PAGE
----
Pleading the belly

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Pleading the belly was a process available at English common law, which permitted women pregnant with late stage fetuses to receive a reprieve of their death sentences until delivery. The plea was available at least as early as 1387 and was eventually rendered obsolete by the Sentence of Death (Expectant Mothers) Act 1931.[1]

The plea did not constitute a defense, and could only be made after a verdict of guilty was delivered. Upon making the plea, the convict was entitled to be examined by a jury of matrons, generally selected from the observers present at the trial. If she was found to be pregnant with a quick child (that is, a fetus sufficiently developed to render its movement detectable) the convict was granted a reprieve of sentence until the next hanging time after her delivery.[2]

Scholarly reviews of the Old Bailey Sessions Papers and Assize records from the reigns of Elizabeth I and James I have shown that women granted such reprieves were often subsequently granted pardons or had their sentences commuted to transportation. Even those women who were subsequently executed pursuant to their original sentences were often executed behind schedule.[3]

The famous female pirates Anne Bonny and Mary Read both used this plea to delay execution although Read died of fever in prison.

It appears that women were often fraudulently or erroneously found to be quick with child. Daniel Defoe’s Moll Flanders includes a character who successfully pled her belly despite being “no more with child than the judge that tried [her].”[4] John Gay’s The Beggar's Opera includes a scene where the character Filch picks up income working as a “child getter … helping the ladies to a pregnancy against their being called down to sentence”.[5]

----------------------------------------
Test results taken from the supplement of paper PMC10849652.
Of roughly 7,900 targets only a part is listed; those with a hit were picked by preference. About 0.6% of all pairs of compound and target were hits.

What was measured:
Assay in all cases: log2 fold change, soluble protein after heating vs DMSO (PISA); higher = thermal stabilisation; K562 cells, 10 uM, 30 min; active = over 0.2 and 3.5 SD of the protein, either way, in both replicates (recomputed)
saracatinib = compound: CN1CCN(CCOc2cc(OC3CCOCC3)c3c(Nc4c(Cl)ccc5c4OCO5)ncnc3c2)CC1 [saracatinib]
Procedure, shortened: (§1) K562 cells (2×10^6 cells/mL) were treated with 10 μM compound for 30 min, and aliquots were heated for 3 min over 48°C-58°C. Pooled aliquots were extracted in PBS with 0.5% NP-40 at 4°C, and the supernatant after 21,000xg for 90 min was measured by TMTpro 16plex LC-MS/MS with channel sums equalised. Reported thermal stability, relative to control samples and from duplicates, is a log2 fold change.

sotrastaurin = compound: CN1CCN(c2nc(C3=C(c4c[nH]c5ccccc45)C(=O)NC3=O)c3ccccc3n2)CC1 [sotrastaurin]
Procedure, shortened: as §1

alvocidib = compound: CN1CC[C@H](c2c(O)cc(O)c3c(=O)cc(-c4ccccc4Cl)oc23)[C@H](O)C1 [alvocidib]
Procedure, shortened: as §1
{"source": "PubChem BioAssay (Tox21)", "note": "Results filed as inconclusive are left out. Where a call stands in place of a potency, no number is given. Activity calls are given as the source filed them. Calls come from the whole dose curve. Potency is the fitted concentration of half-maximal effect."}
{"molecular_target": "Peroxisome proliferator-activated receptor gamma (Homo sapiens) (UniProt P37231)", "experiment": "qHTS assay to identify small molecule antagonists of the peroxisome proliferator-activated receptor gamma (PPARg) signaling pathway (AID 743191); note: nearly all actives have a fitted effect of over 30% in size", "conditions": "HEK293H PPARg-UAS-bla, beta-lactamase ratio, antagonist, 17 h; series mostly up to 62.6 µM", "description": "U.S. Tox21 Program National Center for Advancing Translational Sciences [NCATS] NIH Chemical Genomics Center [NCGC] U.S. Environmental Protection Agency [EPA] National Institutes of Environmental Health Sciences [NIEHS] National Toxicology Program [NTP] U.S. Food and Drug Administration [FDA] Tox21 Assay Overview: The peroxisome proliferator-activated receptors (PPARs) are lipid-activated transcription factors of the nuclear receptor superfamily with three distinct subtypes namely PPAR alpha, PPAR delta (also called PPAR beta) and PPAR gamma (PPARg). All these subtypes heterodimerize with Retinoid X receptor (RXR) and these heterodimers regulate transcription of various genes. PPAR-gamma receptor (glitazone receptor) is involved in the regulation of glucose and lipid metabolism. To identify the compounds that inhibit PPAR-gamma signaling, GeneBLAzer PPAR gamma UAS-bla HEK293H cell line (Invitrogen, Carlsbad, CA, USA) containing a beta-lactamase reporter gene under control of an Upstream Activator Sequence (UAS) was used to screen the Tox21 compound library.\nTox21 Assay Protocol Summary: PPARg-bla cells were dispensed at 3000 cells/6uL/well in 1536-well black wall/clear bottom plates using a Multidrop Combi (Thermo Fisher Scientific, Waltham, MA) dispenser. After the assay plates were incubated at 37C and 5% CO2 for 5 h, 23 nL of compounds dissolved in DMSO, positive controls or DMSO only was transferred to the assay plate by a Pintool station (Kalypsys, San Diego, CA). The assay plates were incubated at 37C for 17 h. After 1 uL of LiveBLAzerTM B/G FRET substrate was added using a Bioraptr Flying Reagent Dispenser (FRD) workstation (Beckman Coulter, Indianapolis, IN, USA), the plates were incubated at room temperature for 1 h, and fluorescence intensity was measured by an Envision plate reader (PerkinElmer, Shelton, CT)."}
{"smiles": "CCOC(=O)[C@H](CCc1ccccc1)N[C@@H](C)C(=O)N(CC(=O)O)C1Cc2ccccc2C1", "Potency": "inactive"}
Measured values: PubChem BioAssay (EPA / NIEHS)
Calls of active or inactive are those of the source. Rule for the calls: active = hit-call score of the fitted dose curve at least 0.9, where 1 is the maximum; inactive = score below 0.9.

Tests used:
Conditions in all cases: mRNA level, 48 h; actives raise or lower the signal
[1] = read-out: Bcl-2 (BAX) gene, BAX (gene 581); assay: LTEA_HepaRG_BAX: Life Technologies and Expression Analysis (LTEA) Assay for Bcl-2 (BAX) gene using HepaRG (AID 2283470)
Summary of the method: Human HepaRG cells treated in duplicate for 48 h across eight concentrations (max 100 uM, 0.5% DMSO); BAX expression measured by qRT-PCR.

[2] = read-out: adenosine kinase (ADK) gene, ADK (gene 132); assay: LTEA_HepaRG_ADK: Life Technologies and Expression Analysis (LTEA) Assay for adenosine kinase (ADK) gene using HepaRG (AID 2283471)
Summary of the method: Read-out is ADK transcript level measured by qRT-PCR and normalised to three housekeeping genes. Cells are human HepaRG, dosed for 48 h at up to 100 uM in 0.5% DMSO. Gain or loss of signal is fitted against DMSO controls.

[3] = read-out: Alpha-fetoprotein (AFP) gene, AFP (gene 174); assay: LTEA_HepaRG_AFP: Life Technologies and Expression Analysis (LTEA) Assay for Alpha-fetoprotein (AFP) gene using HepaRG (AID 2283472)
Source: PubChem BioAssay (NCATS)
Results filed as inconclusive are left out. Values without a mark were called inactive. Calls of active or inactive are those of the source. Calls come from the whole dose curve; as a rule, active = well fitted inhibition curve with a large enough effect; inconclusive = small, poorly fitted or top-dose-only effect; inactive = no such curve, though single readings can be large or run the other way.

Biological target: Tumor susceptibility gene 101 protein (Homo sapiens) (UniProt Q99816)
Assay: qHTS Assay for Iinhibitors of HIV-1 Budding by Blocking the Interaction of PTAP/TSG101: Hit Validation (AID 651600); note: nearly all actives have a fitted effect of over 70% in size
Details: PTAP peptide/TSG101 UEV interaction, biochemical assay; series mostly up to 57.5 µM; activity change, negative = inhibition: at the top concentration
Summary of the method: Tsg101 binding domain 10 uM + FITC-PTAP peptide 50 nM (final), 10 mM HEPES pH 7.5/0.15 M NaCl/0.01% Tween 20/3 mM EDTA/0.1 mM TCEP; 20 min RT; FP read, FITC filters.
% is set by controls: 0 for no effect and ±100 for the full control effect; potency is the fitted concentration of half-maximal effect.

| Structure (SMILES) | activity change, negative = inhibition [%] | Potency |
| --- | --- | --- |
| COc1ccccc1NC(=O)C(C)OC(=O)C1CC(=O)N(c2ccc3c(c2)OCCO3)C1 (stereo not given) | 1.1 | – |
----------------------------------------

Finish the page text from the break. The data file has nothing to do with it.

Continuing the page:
As a check against this abuse of the system, the law held that no women could be granted a second reprieve from the original sentence on the ground of subsequent pregnancy, even if the fetus had quickened. In the event that a female prisoner became pregnant, her gaoler or the local sheriff was subject to a fine.

References[edit]

  1. ^ Means, Cyril (1971). "The Phoenix of Abortional Freedom". New York Law Forum 17: 377–378. 
  2. ^ The Office of the Clerk of Assize containing the form and method of the proceedings at the Assizes and General Gaol-delivery as also on the crown and nisi prius side (2nd ed.). S. Roycroft for Henry Twyford. 1682. pp. 61–63. 
  3. ^ Oldham, James (1985). "On Pleading the Belly". Criminal Justice History 6: 1–64. 
  4. ^ Defoe, Daniel (1722). Moll Flanders. 
  5. ^ Gay, John (1728). The Beggar's Opera.